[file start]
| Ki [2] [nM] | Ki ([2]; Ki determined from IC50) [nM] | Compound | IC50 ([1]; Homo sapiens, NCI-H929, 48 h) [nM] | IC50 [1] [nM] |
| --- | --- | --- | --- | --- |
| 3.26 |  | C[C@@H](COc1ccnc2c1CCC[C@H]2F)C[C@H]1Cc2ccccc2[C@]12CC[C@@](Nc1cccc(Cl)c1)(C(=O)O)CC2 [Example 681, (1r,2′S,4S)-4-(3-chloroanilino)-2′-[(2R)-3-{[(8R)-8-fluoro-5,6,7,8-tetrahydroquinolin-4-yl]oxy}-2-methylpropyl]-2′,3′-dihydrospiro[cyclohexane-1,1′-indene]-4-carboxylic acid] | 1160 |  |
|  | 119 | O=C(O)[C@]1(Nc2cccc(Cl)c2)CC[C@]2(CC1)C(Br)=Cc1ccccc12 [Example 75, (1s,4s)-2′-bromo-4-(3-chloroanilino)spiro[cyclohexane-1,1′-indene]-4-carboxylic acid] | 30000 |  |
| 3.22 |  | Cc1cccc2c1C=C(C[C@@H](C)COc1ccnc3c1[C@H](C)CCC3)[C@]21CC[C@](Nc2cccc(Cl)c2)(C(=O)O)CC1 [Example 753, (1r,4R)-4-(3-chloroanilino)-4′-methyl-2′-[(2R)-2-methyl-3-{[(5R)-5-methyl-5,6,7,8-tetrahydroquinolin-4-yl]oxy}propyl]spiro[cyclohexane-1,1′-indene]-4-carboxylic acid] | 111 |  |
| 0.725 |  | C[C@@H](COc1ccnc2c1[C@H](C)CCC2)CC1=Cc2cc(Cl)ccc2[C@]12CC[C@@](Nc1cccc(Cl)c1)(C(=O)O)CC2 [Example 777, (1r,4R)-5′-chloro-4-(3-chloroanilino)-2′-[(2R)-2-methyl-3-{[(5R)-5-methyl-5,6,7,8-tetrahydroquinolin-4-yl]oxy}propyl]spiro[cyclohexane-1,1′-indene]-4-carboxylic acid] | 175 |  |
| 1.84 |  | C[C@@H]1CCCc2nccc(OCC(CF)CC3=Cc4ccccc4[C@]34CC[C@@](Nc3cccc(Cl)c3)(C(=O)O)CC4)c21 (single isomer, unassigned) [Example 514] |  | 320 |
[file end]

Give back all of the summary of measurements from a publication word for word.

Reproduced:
| Ki [2] [nM] | Ki ([2]; Ki determined from IC50) [nM] | Compound | IC50 ([1]; Homo sapiens, NCI-H929, 48 h) [nM] | IC50 [1] [nM] |
| --- | --- | --- | --- | --- |
| 3.26 |  | C[C@@H](COc1ccnc2c1CCC[C@H]2F)C[C@H]1Cc2ccccc2[C@]12CC[C@@](Nc1cccc(Cl)c1)(C(=O)O)CC2 [Example 681, (1r,2′S,4S)-4-(3-chloroanilino)-2′-[(2R)-3-{[(8R)-8-fluoro-5,6,7,8-tetrahydroquinolin-4-yl]oxy}-2-methylpropyl]-2′,3′-dihydrospiro[cyclohexane-1,1′-indene]-4-carboxylic acid] | 1160 |  |
|  | 119 | O=C(O)[C@]1(Nc2cccc(Cl)c2)CC[C@]2(CC1)C(Br)=Cc1ccccc12 [Example 75, (1s,4s)-2′-bromo-4-(3-chloroanilino)spiro[cyclohexane-1,1′-indene]-4-carboxylic acid] | 30000 |  |
| 3.22 |  | Cc1cccc2c1C=C(C[C@@H](C)COc1ccnc3c1[C@H](C)CCC3)[C@]21CC[C@](Nc2cccc(Cl)c2)(C(=O)O)CC1 [Example 753, (1r,4R)-4-(3-chloroanilino)-4′-methyl-2′-[(2R)-2-methyl-3-{[(5R)-5-methyl-5,6,7,8-tetrahydroquinolin-4-yl]oxy}propyl]spiro[cyclohexane-1,1′-indene]-4-carboxylic acid] | 111 |  |
| 0.725 |  | C[C@@H](COc1ccnc2c1[C@H](C)CCC2)CC1=Cc2cc(Cl)ccc2[C@]12CC[C@@](Nc1cccc(Cl)c1)(C(=O)O)CC2 [Example 777, (1r,4R)-5′-chloro-4-(3-chloroanilino)-2′-[(2R)-2-methyl-3-{[(5R)-5-methyl-5,6,7,8-tetrahydroquinolin-4-yl]oxy}propyl]spiro[cyclohexane-1,1′-indene]-4-carboxylic acid] | 175 |  |
| 1.84 |  | C[C@@H]1CCCc2nccc(OCC(CF)CC3=Cc4ccccc4[C@]34CC[C@@](Nc3cccc(Cl)c3)(C(=O)O)CC4)c21 (single isomer, unassigned) [Example 514] |  | 320 |